Mike Furber was born in London in 1948, and his family emigrated to Brisbane, Australia in the late 1950s. During the fifties, over 400,000 immigrants arrived in Australia from the U.K. and Ireland, many of them settling in the bayside suburbs of Brisbane. They may have been attracted by the names of some of those areas, which would have reminded them of “The Old Country”, with suburbs such as Brighton, Scarborough, Sandgate, Margate and Shorncliffe.
Brisbane produced many of Australia’s leading musicians, all children of English migrants; such as Billy Thorpe, The Bee-Gees, Chain’s Matt Taylor, and Mick Hadley and Bob Dames of The Purple Hearts.
Most of them would have been inspired by the success of British bands in the early sixties, with The Who, The Beatles and The Rolling Stones leading the revolution in music at a time when rock ’n’ roll had been dominated by American performers.
During his teenage years, Mike met up with a garage band who called themselves the Bowery Boys, and they became known as Mike Furber and The Bowery Boys under the management of Ivan Dayman of Sunshine Records. Mike had a great stage presence, and was a good-looking guy who really knew how to drive the girls wild. The Bowery Boys split in 1966, and Mike would go on performing and recording with Brisbane band, The Escorts.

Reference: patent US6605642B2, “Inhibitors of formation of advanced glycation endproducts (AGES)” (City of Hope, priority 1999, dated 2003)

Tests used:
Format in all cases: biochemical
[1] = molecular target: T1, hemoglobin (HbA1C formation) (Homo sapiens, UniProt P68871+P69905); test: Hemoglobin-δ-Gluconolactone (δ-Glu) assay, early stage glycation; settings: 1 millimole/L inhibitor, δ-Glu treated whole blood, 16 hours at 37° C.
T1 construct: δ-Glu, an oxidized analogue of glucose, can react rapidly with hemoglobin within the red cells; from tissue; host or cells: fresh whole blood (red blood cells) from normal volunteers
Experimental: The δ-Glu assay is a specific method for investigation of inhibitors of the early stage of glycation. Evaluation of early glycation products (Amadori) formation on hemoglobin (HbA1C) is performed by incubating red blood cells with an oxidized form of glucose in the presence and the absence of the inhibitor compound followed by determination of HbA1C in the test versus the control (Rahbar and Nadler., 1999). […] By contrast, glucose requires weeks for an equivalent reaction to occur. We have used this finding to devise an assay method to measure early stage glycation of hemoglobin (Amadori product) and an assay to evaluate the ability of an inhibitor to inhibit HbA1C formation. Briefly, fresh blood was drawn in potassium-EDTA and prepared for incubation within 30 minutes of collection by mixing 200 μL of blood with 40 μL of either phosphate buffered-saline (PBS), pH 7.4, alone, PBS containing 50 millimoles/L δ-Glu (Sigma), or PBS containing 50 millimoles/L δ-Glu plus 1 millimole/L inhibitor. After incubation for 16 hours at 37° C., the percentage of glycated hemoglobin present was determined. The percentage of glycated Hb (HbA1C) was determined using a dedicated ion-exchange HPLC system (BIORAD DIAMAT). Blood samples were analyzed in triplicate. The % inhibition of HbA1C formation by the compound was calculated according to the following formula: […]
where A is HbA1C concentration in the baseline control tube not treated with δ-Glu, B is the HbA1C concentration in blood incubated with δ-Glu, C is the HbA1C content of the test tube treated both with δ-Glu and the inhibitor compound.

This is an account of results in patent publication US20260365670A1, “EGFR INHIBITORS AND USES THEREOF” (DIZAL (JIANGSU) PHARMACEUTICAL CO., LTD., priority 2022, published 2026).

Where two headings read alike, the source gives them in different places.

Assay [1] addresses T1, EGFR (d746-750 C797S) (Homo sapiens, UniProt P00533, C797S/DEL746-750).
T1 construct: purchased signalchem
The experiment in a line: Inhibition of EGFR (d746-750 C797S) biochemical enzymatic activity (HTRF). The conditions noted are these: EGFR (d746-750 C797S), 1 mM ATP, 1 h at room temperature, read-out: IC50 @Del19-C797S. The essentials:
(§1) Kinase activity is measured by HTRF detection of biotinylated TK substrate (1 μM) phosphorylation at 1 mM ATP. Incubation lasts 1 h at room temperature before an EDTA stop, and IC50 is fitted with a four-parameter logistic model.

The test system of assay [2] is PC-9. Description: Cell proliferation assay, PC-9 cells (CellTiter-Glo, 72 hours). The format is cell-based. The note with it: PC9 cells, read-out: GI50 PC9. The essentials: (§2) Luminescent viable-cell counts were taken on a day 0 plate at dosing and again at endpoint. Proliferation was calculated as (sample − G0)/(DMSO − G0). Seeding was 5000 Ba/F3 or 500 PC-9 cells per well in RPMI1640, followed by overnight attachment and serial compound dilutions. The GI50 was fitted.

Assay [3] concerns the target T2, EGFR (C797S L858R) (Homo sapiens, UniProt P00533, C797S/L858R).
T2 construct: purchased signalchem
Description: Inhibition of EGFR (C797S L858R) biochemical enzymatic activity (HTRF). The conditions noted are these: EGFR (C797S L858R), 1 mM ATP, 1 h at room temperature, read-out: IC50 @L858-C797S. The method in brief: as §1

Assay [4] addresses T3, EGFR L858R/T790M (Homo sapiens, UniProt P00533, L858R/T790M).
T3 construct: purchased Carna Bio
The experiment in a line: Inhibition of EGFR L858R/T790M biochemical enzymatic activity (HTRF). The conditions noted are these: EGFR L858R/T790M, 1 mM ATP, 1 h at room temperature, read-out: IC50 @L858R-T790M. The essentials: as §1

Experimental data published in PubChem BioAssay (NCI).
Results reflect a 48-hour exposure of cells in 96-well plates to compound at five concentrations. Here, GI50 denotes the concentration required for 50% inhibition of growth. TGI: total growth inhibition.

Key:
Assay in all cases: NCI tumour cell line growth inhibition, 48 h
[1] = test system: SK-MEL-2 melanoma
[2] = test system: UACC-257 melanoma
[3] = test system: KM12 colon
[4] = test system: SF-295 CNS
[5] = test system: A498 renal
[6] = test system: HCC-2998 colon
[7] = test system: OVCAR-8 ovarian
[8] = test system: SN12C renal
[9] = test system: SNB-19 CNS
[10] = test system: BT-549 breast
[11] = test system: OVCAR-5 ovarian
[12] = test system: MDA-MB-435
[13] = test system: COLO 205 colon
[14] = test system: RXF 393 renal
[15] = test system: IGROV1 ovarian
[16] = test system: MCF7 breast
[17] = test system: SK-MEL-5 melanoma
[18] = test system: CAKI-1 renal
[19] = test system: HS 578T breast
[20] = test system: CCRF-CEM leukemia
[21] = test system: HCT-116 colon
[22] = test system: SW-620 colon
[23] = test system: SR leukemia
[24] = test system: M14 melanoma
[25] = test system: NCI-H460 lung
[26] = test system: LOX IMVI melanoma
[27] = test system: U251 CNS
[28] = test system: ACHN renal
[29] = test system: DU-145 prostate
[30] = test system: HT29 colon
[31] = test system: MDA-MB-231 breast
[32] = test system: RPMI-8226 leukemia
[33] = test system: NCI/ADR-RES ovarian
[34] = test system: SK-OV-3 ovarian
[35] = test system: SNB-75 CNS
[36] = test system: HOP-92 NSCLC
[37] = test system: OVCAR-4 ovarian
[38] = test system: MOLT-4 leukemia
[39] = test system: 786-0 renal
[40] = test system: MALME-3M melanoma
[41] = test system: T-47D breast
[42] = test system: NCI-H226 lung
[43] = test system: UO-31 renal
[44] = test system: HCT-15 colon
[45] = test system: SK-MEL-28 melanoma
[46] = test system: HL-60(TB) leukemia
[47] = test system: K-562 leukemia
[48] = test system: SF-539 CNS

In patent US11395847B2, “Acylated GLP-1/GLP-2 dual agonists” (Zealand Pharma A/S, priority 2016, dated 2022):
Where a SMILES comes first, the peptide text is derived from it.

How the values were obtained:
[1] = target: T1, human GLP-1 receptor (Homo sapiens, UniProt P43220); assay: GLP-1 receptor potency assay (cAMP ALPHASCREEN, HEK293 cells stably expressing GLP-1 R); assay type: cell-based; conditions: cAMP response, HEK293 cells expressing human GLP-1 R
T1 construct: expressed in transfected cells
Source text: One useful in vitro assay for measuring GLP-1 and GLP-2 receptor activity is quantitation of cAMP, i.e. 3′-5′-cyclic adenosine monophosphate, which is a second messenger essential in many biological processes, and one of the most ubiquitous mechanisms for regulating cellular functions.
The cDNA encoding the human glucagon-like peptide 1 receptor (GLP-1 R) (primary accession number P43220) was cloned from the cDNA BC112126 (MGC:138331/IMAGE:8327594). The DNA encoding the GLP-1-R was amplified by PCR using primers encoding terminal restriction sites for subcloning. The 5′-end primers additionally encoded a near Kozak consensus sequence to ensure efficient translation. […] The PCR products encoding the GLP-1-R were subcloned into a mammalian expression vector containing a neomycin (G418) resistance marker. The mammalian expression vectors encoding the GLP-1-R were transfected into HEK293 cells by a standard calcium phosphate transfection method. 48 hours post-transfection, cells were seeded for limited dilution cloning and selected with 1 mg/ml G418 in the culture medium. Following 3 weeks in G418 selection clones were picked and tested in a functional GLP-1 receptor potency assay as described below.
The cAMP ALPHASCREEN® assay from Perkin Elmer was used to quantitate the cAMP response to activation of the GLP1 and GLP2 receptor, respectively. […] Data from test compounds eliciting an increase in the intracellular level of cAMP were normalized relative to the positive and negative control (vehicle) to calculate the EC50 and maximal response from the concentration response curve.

I believe Ivan Dayman saw Mike as a replacement for Normie Rowe, who was called up for military service in Vietnam between 1968 and 1970. Mike suffered from depression, and disappeared from the scene until about 1969, when he signed with Columbia Records. None of his recordings ever quite hit the big-time.
I shot these pictures for Go-Set Magazine at Brisbane Festival Hall in 1967, during one of the heats of Hoadley’s Battle of the Sounds; which was a major national music competition. They are, possibly, the only existing pictures of Mike in action. On 10 May, 1973, Mike was found dead in Sydney. There are various stories about his demise, some saying he hung himself, others saying he was murdered. He was only 25 years of age. A sad loss of a unique talent.